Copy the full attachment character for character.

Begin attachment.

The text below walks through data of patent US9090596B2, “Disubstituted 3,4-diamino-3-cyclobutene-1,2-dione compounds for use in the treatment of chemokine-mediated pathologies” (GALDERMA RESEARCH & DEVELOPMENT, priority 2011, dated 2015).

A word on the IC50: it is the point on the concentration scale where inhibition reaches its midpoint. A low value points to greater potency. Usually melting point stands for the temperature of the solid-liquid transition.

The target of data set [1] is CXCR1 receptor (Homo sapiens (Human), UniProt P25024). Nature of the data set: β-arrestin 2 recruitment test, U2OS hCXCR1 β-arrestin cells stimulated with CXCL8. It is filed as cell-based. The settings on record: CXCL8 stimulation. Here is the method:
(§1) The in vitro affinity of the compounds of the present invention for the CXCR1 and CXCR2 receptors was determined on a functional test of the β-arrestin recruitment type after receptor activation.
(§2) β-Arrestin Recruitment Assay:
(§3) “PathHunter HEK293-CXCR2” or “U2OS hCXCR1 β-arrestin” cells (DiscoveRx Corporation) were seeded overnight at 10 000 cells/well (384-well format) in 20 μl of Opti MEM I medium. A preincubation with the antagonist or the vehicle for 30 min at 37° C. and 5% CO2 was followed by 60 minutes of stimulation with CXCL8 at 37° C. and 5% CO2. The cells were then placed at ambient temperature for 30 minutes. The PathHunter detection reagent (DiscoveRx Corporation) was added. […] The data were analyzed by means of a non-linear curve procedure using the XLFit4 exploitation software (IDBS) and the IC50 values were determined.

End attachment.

The text below walks through data of patent US9090596B2, “Disubstituted 3,4-diamino-3-cyclobutene-1,2-dione compounds for use in the treatment of chemokine-mediated pathologies” (GALDERMA RESEARCH & DEVELOPMENT, priority 2011, dated 2015).

A word on the IC50: it is the point on the concentration scale where inhibition reaches its midpoint. A low value points to greater potency. Usually melting point stands for the temperature of the solid-liquid transition.

The target of data set [1] is CXCR1 receptor (Homo sapiens (Human), UniProt P25024). Nature of the data set: β-arrestin 2 recruitment test, U2OS hCXCR1 β-arrestin cells stimulated with CXCL8. It is filed as cell-based. The settings on record: CXCL8 stimulation. Here is the method:
(§1) The in vitro affinity of the compounds of the present invention for the CXCR1 and CXCR2 receptors was determined on a functional test of the β-arrestin recruitment type after receptor activation.
(§2) β-Arrestin Recruitment Assay:
(§3) “PathHunter HEK293-CXCR2” or “U2OS hCXCR1 β-arrestin” cells (DiscoveRx Corporation) were seeded overnight at 10 000 cells/well (384-well format) in 20 μl of Opti MEM I medium. A preincubation with the antagonist or the vehicle for 30 min at 37° C. and 5% CO2 was followed by 60 minutes of stimulation with CXCL8 at 37° C. and 5% CO2. The cells were then placed at ambient temperature for 30 minutes. The PathHunter detection reagent (DiscoveRx Corporation) was added. […] The data were analyzed by means of a non-linear curve procedure using the XLFit4 exploitation software (IDBS) and the IC50 values were determined.